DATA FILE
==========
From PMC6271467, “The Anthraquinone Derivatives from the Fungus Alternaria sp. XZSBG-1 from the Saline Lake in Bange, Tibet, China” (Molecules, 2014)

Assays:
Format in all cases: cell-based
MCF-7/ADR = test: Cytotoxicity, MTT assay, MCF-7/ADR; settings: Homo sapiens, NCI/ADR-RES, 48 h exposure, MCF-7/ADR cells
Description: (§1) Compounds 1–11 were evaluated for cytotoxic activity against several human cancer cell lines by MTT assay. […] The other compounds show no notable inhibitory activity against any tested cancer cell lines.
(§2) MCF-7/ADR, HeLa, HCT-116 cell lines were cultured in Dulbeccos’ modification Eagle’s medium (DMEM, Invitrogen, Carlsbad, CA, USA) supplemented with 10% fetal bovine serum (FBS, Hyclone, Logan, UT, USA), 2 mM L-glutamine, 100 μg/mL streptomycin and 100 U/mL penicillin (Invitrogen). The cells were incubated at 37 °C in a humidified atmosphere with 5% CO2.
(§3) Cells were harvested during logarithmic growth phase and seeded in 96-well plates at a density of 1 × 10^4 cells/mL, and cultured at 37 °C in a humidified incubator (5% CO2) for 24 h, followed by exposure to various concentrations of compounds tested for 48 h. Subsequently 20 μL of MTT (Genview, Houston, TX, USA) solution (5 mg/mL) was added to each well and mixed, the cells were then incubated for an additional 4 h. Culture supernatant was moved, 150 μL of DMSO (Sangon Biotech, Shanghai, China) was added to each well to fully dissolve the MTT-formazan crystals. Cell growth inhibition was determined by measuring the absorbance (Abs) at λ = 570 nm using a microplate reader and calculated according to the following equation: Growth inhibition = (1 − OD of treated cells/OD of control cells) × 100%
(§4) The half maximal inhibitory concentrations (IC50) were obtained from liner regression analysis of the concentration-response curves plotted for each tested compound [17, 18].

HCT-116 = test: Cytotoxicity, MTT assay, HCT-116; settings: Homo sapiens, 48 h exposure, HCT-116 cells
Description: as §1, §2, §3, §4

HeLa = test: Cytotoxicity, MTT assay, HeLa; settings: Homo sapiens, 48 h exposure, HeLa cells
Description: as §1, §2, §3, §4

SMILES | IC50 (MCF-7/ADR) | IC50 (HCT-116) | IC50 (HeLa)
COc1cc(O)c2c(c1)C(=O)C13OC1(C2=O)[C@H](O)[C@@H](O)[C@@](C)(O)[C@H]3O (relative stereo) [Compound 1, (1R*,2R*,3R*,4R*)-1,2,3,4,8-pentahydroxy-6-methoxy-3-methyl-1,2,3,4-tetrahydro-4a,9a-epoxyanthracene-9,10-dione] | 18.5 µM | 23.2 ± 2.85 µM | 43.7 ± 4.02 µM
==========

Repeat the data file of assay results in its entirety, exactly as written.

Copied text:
From PMC6271467, “The Anthraquinone Derivatives from the Fungus Alternaria sp. XZSBG-1 from the Saline Lake in Bange, Tibet, China” (Molecules, 2014)

Assays:
Format in all cases: cell-based
MCF-7/ADR = test: Cytotoxicity, MTT assay, MCF-7/ADR; settings: Homo sapiens, NCI/ADR-RES, 48 h exposure, MCF-7/ADR cells
Description: (§1) Compounds 1–11 were evaluated for cytotoxic activity against several human cancer cell lines by MTT assay. […] The other compounds show no notable inhibitory activity against any tested cancer cell lines.
(§2) MCF-7/ADR, HeLa, HCT-116 cell lines were cultured in Dulbeccos’ modification Eagle’s medium (DMEM, Invitrogen, Carlsbad, CA, USA) supplemented with 10% fetal bovine serum (FBS, Hyclone, Logan, UT, USA), 2 mM L-glutamine, 100 μg/mL streptomycin and 100 U/mL penicillin (Invitrogen). The cells were incubated at 37 °C in a humidified atmosphere with 5% CO2.
(§3) Cells were harvested during logarithmic growth phase and seeded in 96-well plates at a density of 1 × 10^4 cells/mL, and cultured at 37 °C in a humidified incubator (5% CO2) for 24 h, followed by exposure to various concentrations of compounds tested for 48 h. Subsequently 20 μL of MTT (Genview, Houston, TX, USA) solution (5 mg/mL) was added to each well and mixed, the cells were then incubated for an additional 4 h. Culture supernatant was moved, 150 μL of DMSO (Sangon Biotech, Shanghai, China) was added to each well to fully dissolve the MTT-formazan crystals. Cell growth inhibition was determined by measuring the absorbance (Abs) at λ = 570 nm using a microplate reader and calculated according to the following equation: Growth inhibition = (1 − OD of treated cells/OD of control cells) × 100%
(§4) The half maximal inhibitory concentrations (IC50) were obtained from liner regression analysis of the concentration-response curves plotted for each tested compound [17, 18].

HCT-116 = test: Cytotoxicity, MTT assay, HCT-116; settings: Homo sapiens, 48 h exposure, HCT-116 cells
Description: as §1, §2, §3, §4

HeLa = test: Cytotoxicity, MTT assay, HeLa; settings: Homo sapiens, 48 h exposure, HeLa cells
Description: as §1, §2, §3, §4

SMILES | IC50 (MCF-7/ADR) | IC50 (HCT-116) | IC50 (HeLa)
COc1cc(O)c2c(c1)C(=O)C13OC1(C2=O)[C@H](O)[C@@H](O)[C@@](C)(O)[C@H]3O (relative stereo) [Compound 1, (1R*,2R*,3R*,4R*)-1,2,3,4,8-pentahydroxy-6-methoxy-3-methyl-1,2,3,4-tetrahydro-4a,9a-epoxyanthracene-9,10-dione] | 18.5 µM | 23.2 ± 2.85 µM | 43.7 ± 4.02 µM